Another sunrise start for our final chance of watching the beavers. This morning the sun was visible, and when we set out it was a pale orange splotch hovering over the river, sending orange lines criss-crossing over the water as the wind stirred it. We made a beeline for our usual spot, slowing down as we approached the patch of rhododendrons in case the beavers had already emerged. Settling down and standing up tripods, the waiting game began. Infuriatingly, my hay fever chose this moment to launch its morning attack, and as my eyes streamed I fought the overwhelming impulse to sneeze and startle everything within a twelve-mile radius half to death. Not today hay fever.
The morning continued on with no visitors. Slowly but surely the sun climbed higher, bleaching the blue water with white highlights. The usual breeze whistled under the overhang of the trees and made them wave and rustle; the only movement in sight. A pied wagtail landed on the dead wood, tail bobbing as it turned on the spot. Deep in the woodland thicket a thrush sang, while the jackdaws chattered noisily in the distance.
Suddenly a beaver appeared, cruising silently from under the bushes and into the light. It made its way upstream, to where the river weaved between clumps of reeds and grasses. There it disappeared, but soon we heard quiet chomping noises and knew it was breakfast time.
In contrast to yesterday morning, the lone beaver wasn’t joined by any companions. It was possible that they had fed well late last night and did not need to venture out. Before long Heather and Cain headed off to get started on assembling the expedition vlog. As they made their slow way back over the water, Cain stopped and gestured into the reeds. I suddenly realised we hadn’t seen the beaver swim back, and while he could have easily dived under and passed by unnoticed, he could also still be feeding. Sure enough, Heather set the scope up to film again. Not wanting to miss the action, I treaded up the grass path nearly doubled over, until I saw what they’d spotted.
Just at the water’s edge, behind a layer of long grass like a bead curtain, was our beaver. Hunched up, the grass trembled as he chewed, shifted his body and chewed again. Squatting down, I got as close as I dared and peeked between the blades of grass to try and get a clear shot. The beaver paused, looked right at me – so much for my attempts at stealth – and carried on chewing. He stayed for a while longer until eventually stepping forward out of the grass and slipping back into the water, gliding down and out of sight.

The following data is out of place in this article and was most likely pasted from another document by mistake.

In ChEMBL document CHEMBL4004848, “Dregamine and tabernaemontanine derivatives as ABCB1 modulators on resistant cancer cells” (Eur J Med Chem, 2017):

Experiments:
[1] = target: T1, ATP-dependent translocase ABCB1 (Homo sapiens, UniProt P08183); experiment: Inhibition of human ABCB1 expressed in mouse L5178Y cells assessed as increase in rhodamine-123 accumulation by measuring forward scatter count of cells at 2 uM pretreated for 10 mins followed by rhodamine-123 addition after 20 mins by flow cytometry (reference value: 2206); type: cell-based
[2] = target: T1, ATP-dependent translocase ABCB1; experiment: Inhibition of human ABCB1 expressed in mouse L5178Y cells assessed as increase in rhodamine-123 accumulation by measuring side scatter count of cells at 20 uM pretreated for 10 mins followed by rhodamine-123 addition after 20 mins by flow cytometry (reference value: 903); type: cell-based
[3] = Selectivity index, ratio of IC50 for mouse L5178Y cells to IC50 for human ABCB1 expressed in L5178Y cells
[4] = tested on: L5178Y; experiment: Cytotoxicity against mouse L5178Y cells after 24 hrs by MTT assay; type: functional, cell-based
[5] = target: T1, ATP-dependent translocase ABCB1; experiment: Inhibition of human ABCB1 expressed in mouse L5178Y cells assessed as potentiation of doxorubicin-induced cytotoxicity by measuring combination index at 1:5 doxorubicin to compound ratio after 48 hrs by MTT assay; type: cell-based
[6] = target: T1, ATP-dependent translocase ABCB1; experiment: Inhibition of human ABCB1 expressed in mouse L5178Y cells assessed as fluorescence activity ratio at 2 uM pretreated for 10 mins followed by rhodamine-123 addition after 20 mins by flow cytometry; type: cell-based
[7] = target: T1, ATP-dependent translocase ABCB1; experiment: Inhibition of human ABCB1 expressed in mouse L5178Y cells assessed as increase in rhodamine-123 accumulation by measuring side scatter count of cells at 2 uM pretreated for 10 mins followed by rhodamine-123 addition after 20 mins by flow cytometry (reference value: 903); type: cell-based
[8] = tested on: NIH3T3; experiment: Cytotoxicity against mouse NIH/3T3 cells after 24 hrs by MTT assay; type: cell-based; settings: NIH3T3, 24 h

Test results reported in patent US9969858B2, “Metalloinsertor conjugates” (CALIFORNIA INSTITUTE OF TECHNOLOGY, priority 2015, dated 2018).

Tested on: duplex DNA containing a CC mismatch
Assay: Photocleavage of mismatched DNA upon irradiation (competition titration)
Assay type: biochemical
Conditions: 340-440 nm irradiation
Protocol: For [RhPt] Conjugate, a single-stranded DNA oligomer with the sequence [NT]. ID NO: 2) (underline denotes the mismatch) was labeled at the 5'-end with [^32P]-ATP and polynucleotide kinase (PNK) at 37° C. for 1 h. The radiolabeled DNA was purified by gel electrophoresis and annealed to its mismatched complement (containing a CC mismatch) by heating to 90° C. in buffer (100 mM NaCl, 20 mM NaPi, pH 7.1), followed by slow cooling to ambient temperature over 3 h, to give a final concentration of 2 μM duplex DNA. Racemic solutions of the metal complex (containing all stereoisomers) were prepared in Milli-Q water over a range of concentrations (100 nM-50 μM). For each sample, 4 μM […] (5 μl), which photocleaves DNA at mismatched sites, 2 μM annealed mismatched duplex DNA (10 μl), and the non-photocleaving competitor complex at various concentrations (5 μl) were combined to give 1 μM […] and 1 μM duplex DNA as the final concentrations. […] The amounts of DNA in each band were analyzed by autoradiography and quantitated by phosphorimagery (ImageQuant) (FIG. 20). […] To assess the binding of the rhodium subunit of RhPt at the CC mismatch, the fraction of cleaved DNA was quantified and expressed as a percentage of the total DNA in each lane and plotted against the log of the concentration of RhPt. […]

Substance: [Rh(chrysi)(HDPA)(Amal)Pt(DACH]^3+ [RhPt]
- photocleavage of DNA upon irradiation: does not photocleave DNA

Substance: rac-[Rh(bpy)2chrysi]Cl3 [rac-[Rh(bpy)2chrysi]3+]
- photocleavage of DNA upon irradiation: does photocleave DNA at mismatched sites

Once I’d got a few more hours’ sleep and eaten a hearty breakfast, it was time to check the camera traps. After the efforts of finding the right spot, setting them up and waiting for any visitors, retrieving the trap was the best bit. I retrieved my laptop and we all huddled around the table, eager to see if we’d got any beaver footage. After the first trap only showed clips of grass blowing in the wind, we were a little disappointed. However, on the trap that we’d set on a post in the river, pointing towards a mud slope, there were multiple clips of beavers waddling in and out of the water! First a male coming and going, dragging his paddle of a tail behind him. Then another clip showed a much wider animal – the female – following the same route. It was so great to see, especially since we’d only seen the tops of the beavers’ heads as they swam on our morning stakeouts. To see their whole body and capture moving footage was a fantastic end to the expedition.
All too soon it was time to leave the site, and as we drove back down the gravel track the sun continued to shine. We decided to go back down south via the Loch of the Lowes, a Scottish Wildlife Trust site, to try and see some ospreys that were nesting there.
The loch was the largest I’d ever seen, looking more like an alcove that led into the ocean. The water was sparkling blue under the still beaming sun, surrounded by trees of every shade of green. We set up in the hide and the reserve guide pointed the nest out to us. On the far side of the loch, high up in one of the trees, was a clustered pile of branches and twigs, inside of which perched an adult osprey and two scruffy chicks. I’d never seen an osprey before so was thrilled to see such a fabulous raptor on the nest. As I watched them down the scope, the adult tended to her chicks, which were peering over the edge of the nest at the world around them.
Before long it was time to hit the road again, and after such a packed weekend I couldn’t stop myself dozing off in the car. I arrived home with my pockets filled with beaver chippings, woodpecker feathers and endless pages of notes – sure signs of a good expedition.
Species seen: Buzzard (Buteo buteo) European beaver (Castor fiber) Great tit (Parus major) House martin (Delichon urbicum) Jackdaw (Corvus monedula) Osprey (Pandion haliaetus) Pied wagtail (Motacilla alba) Song thrush (Turdus philomelos) Swallow (Hirundo rustica)